A wineskin repeatedly exposed to smoke would shrivel and harden until it lost its flexibility and became useless. What a fitting picture for the way chronic cares shrivel the spirit!
As noted in my previous Psalm 119 post, this section also contains an anomaly. If you’ve been paying attention to each verse of this Psalm 119 marathon, you should spot it immediately.
The psalmist begins the Kaph section by expressing a longing frequently found in the psalms.
My soul longs for your salvation;
I hope in your word (81, ESV).
As the author longs for God to save him, he continues to hope in God’s word. He desires to see physical evidence and to feel emotional comfort from God’s fulfilled promises.
My eyes long for your promise;
I ask, “When will you comfort me?” (82, ESV).
He confesses that in spite of feeling his spirit and hope shrivel like a wineskin exposed to smoke, he has not forgotten God’s statutes.
For I have become like a wineskin in the smoke,
yet I have not forgotten your statutes (83, ESV).
In verse 84, the psalmist asks these questions:
How long must your servant endure?
When will you judge those who persecute me?
How does that verse differ from all the previous 83 verses we’ve examined and nearly every one of the remaining 92 verses?
You may notice that this verse does not include a word for God’s law. Nearly every other verse in this 176-verse psalm includes a word such as law, statutes, precepts, testimonies, promise, commandments, or rules. The continued repetition of these words sharpens the psalm’s focus on God’s law.
The chronic character of the psalmist’s struggle leads him to question the timing of God’s response. He wonders how long he must endure and when God will judge his persecutors. His intense pain causes him to depart from his standard practice of focusing on God’s law.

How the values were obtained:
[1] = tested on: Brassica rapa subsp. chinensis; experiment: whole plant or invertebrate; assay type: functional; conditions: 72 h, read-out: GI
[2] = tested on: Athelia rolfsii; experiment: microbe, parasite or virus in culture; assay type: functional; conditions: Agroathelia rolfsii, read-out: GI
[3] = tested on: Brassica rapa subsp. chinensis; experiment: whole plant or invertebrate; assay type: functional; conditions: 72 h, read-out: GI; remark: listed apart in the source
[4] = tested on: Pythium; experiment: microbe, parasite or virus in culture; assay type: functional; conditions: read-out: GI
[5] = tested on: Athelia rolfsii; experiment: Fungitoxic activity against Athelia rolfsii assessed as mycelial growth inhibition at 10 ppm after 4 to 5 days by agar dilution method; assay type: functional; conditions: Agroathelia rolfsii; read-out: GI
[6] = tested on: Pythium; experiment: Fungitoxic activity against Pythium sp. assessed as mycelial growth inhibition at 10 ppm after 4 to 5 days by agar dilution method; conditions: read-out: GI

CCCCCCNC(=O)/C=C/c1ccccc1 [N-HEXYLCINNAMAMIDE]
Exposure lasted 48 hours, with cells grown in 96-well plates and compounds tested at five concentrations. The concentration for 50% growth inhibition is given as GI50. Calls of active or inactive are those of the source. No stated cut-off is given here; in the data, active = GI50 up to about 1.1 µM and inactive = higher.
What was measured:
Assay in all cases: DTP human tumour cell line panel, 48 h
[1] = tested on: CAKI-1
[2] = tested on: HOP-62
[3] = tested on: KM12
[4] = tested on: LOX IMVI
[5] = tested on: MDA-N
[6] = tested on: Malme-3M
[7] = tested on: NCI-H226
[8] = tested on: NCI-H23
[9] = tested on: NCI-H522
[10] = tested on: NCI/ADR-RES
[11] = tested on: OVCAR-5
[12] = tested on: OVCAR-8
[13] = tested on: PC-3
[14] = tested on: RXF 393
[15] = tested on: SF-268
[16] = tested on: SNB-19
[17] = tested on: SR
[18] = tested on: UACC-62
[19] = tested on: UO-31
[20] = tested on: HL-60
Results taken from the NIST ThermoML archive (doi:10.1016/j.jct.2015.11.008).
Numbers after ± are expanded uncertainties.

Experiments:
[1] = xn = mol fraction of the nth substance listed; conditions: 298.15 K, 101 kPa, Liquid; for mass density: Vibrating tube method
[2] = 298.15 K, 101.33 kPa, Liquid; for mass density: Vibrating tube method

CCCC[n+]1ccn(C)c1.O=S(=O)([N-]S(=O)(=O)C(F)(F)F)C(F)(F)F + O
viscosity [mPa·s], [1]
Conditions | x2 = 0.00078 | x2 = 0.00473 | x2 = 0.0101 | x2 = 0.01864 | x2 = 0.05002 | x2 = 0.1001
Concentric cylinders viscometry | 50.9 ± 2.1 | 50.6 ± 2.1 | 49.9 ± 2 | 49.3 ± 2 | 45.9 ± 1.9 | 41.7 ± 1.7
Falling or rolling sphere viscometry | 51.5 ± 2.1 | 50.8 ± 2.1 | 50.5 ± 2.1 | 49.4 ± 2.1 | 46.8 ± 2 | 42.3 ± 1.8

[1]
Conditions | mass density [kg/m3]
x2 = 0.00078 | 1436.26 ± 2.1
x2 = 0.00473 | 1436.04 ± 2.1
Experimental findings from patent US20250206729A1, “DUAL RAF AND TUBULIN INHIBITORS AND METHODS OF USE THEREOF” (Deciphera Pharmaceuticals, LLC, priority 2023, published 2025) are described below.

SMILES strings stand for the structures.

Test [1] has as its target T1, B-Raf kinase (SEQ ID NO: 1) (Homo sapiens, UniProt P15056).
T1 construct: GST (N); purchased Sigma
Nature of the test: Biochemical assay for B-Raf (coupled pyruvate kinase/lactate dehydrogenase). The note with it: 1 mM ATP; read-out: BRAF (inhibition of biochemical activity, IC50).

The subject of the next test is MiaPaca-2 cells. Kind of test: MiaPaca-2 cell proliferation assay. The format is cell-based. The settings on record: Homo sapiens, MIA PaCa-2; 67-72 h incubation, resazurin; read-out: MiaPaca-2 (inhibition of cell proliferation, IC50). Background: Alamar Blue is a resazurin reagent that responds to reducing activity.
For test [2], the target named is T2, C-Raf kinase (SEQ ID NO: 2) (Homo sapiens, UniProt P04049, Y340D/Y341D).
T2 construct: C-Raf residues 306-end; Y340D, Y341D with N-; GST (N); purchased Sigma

Following this departure, the psalmist returns to mentioning God’s law by contrasting the lifestyle of his persecutors.
The insolent have dug pitfalls for me;
they do not live according to your law (85, ESV).
Those who attempt to entrap the righteous are not only insolent; they are also disobedient. They are not living according to God’s law.
As lies swirl around the psalmist, he feels life ebb away and begs God for help.
All your commandments are sure;
they persecute me with falsehood; help me!
They have almost made an end of me on earth,
but I have not forsaken your precepts (86-87, ESV).
As he feels life fade, he desperately clings to God’s promises. He seeks life, not for his own glory, but for God’s.
In your steadfast love give me life,
that I may keep the testimonies of your mouth (88, ESV).
The psalmist does not seek financial success or earthly power. He does not even desire continued fellowship with believers or leadership in the church. His singular goal is obedience.
All measures of earthly success are bereft of meaning without obedience to God’s word. It is better to dig ditches or wash dishes while trying to obey God in every area of life than to rule people or expound scripture while failing to keep God’s law in private life.